By Jim Newell
A Lake Orion woman knows firsthand what it’s like to have a loved battling cancer, and has turned to helping other families by volunteering with a local food delivery program.
Lisa Brinker, a Huntington Bank VP who recently moved to Lake Orion, is one of the most active volunteers in the New Day Foundation for Families grocery delivery program.
Brinker, who lost her husband to brain cancer three years ago, feels a special connection to New Day’s mission to bring hope to cancer patients and families.
Fighting cancer with a compromised immune system and avoiding exposure to Covid-19 makes grocery shopping extremely difficult for families. However, proper nutrition is essential for restored health and immune efficiency, according to information from Heather Blasko, New Day Foundation’s public relations coordinator.
“I lost my husband to brain cancer three years ago. I understand the impact of the diagnosis and the upheaval it brings to a family. I was blessed to be surrounded by family, my church and friends who helped lighten the load. I honestly don’t know what I would have done without that help. This is a way I can help make someone else’s load a little lighter,” Brinker said.
“There may be one person in the household with the cancer diagnosis, but the entire family is in the battle. This program is a way of caring for the entire family, and keeping them safe, especially in light of COVID-19,” she said.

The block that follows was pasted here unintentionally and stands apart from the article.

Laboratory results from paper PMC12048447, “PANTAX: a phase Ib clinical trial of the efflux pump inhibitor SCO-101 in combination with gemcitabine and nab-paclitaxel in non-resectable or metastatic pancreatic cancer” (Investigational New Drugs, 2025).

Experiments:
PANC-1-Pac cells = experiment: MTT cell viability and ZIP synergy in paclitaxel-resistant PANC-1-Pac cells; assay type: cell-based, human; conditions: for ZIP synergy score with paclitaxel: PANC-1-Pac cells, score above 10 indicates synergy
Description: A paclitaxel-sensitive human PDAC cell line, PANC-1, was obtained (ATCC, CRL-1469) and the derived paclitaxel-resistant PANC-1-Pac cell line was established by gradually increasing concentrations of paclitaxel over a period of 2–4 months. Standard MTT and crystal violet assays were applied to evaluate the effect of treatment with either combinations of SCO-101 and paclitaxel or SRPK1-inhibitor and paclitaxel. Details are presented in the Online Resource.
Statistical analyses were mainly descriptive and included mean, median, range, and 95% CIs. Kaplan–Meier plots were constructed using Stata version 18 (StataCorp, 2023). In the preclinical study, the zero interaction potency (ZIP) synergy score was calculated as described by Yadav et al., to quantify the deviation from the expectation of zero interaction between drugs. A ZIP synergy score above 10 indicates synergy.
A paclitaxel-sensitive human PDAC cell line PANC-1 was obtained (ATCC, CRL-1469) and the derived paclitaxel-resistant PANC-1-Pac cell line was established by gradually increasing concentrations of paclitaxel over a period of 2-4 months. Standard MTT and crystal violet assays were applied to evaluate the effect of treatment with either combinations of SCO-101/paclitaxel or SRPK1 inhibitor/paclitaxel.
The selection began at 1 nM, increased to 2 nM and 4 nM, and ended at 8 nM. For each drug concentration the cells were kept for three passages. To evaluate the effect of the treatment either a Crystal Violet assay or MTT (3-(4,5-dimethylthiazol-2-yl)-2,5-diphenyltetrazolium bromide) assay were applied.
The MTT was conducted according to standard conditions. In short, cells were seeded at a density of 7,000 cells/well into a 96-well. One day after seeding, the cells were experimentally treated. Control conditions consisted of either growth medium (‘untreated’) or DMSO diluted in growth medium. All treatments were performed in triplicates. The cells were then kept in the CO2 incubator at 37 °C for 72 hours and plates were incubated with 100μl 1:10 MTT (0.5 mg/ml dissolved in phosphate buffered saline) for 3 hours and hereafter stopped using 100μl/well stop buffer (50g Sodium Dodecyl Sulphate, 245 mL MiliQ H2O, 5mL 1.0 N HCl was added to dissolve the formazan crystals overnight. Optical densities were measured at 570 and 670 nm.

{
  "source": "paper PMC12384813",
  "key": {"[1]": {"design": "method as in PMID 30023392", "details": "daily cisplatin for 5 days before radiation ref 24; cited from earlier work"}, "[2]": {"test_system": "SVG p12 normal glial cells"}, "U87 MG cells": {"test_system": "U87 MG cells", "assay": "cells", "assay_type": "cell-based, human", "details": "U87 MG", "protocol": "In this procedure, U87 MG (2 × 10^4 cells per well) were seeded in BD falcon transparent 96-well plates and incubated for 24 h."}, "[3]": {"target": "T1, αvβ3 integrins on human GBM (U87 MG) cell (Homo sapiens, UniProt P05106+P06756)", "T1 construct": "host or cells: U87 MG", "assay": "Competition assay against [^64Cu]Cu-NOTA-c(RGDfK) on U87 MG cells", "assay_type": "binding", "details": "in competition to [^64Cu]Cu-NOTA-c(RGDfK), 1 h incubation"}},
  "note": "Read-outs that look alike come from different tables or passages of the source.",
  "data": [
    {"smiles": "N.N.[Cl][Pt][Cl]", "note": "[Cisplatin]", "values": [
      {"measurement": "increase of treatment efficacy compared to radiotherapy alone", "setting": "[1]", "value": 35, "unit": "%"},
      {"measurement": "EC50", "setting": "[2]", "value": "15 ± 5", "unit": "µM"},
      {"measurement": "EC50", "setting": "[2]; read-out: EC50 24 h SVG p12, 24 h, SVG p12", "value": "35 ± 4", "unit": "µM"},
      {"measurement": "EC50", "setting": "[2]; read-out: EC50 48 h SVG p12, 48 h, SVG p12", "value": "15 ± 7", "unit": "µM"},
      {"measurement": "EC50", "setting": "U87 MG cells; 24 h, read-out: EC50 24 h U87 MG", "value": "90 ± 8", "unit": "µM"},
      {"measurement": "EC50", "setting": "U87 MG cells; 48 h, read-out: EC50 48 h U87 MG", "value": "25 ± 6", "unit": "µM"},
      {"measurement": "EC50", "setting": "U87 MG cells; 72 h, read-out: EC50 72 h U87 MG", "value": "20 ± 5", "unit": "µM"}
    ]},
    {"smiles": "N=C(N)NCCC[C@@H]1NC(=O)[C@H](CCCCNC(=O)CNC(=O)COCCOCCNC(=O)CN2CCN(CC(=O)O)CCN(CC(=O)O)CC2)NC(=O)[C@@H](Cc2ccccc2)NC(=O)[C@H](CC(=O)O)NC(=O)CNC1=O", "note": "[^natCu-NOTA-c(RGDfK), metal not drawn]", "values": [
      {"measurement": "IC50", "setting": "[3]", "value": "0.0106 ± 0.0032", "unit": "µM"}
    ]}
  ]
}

Since the program began this spring, volunteers have helped 125 families – a total of 390 family members, with 304 deliveries. New Day Foundation’s 127 volunteers have delivered nearly 17,500 meals (two meals per day).
While Brinker supports several causes, the satisfaction she gets from helping families directly adds a special feeling to helping out.
“Everything is contactless/socially-distanced, but I see in their faces or hear in their voices how thankful they are,” Brinker said. “And then, there’s the gratification of actually doing the work. I try to be generous and donate to several different causes, but I don’t really get to see or experience the impact of those donations. With this, I get back in my car after making a delivery and know that a difference has been made for that family.”
The families that Brinker and the New Day Foundation volunteers help appreciate the efforts.
“The families are always very appreciative. I often don’t have any more contact than a brief phone call or text with them to ask a question about something on their list or to make delivery arrangements, but there are always smiles from the window, or a “thank you” from the porch,” Brinker said “One family left a thank you card and a family photo on the porch for me, so I could actually see who I was helping.”
For those who want to donate or volunteer, Brinker says they may want to consider participating in New Day Foundation.
“New Day makes it simple to volunteer for this program, and there are no special skills required,” Brinker said. “Until there’s a cure for cancer, there will be families who need help, so please consider volunteering or donating.”
“Families facing cancer have been hit hard during the pandemic,” said Gina Kell Spehn, co-founder and president of New Day Foundation for Families. “All of us at New Day are addressing both the emotional and financial impact of COVID-19 on our community this year. From loss of income and delayed treatment to food instability and increased risk of contracting the disease, our families are facing more obstacles than ever before. We are so grateful to Lisa and all of our volunteers for stepping in when we need them.”
The New Day Foundation grocery delivery program is supported in part with grant funding from United Way for Southeastern Michigan. The Kroger Co. of Michigan and BSP Law are also proud supporters of the program.